- By Tom Mahnken
Lost in the fallout of last week’s presidential debate was an astonishing preview of Mark Bowden’s forthcoming book, The Finish, an excerpt of which will appear in the November Vanity Fair. Bowden’s account contradicts the image of a bold Obama who decided on the Abbottabad raid in the face of a split among his advisors. According to Bowden’s research, nearly every one of the president’s advisors favored the raid. "The only major dissenters were Biden and Gates, and before the raid was launched, Gates would change his mind."
According to Bowden, in the event that Osama bin Laden had been captured alive at his Abbottabad hideout, Obama’s plan was to put him on trial in a federal court, resurrecting the idea that Attorney General Eric Holder had put forward in the case of Khalid Sheikh Mohammed that proved to be a fiasco for the administration. As Obama explained to Bowden:
"I mean, we had worked through a whole bunch of those scenarios. But, frankly, my belief was if we had captured him, that I would be in a pretty strong position, politically, here, to argue that displaying due process and rule of law would be our best weapon against al-Qaeda, in preventing him from appearing as a martyr."
It is an astonishing admission on two counts. First, it shows just how much Obama backed Holder’s idea of putting KSM and other terrorists on trial in the United States. Holder took the fall when the plan collapsed, but it appears that Obama was fully supportive of the idea, and remained committed to it even after it collapsed in the face of Congressional and public opposition.
Second, Obama’s statement brings into focus just how much he benefited politically from a tactical decision by SEALs on the ground to kill bin Laden. Just think: If things had gone differently, Joe Biden’s tag line at this summer’s Democratic National Convention would have been: "General Motors is still alive…and so is Osama bin Laden!"
Gordon Lubold is a national security reporter for Foreign Policy. He is also the author of FP's Situation Report, an e-mailed newsletter that is blasted out to more than 70,000 national security and foreign affairs subscribers each morning that includes the top nat-sec news, breaking news, tidbits, nuggets and what he likes to call "candy." Before arriving at FP, he was a senior advisor at the United States Institute of Peace in Washington, where he wrote on national security and foreign policy. Prior to his arrival at USIP, he was a defense reporter for Politico, where he launched the popular Morning Defense early morning blog and tip-sheet. Prior to that, he was the Pentagon and national security correspondent for the Christian Science Monitor, and before that he was the Pentagon correspondent for the Army Times chain of newspapers. He has covered conflict in Iraq, Afghanistan, Pakistan and other countries in South Asia, and has reported on military matters in sub-Saharan Africa, East Asia and Latin America as well as at American military bases across the country. He has spoken frequently on the sometimes-contentious relationship between the military and the media as a guest on numerous panels. He also appears on radio and television, including on CNN, public radio's Diane Rehm and To the Point, and C-SPAN's Washington Journal. He lives in Alexandria with his wife and two children.| Situation Report |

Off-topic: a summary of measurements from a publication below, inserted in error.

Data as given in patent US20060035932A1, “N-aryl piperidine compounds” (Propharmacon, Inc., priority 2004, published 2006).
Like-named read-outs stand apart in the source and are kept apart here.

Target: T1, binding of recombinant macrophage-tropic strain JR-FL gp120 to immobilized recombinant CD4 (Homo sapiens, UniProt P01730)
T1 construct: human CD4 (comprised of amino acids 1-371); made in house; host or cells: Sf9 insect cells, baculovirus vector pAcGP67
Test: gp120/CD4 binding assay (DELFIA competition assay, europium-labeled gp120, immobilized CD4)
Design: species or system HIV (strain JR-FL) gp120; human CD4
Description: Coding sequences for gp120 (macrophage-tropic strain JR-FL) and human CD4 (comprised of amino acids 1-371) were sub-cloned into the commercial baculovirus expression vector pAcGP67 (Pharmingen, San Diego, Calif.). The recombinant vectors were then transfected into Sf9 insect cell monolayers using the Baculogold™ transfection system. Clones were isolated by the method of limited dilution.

Josh Rogin covers national security and foreign policy and writes the daily Web column The Cable. His column appears bi-weekly in the print edition of The Washington Post. He can be reached for comments or tips at firstname.lastname@example.org.
Previously, Josh covered defense and foreign policy as a staff writer for Congressional Quarterly, writing extensively on Iraq, Afghanistan, Guantánamo Bay, U.S.-Asia relations, defense budgeting and appropriations, and the defense lobbying and contracting industries. Prior to that, he covered military modernization, cyber warfare, space, and missile defense for Federal Computer Week Magazine. He has also served as Pentagon Staff Reporter for the Asahi Shimbun, Japan's leading daily newspaper, in its Washington, D.C., bureau, where he reported on U.S.-Japan relations, Chinese military modernization, the North Korean nuclear crisis, and more.
A graduate of George Washington University's Elliott School of International Affairs, Josh lived in Yokohama, Japan, and studied at Tokyo's Sophia University. He speaks conversational Japanese and has reported from the region. He has also worked at the House International Relations Committee, the Embassy of Japan, and the Brookings Institution.
Josh's reporting has been featured on CNN, MSNBC, C-Span, CBS, ABC, NPR, WTOP, and several other outlets. He was a 2008-2009 National Press Foundation's Paul Miller Washington Reporting Fellow, 2009 military reporting fellow with the Knight Center for Specialized Journalism and the 2011 recipient of the InterAction Award for Excellence in International Reporting. He hails from Philadelphia and lives in Washington, D.C.| The Cable |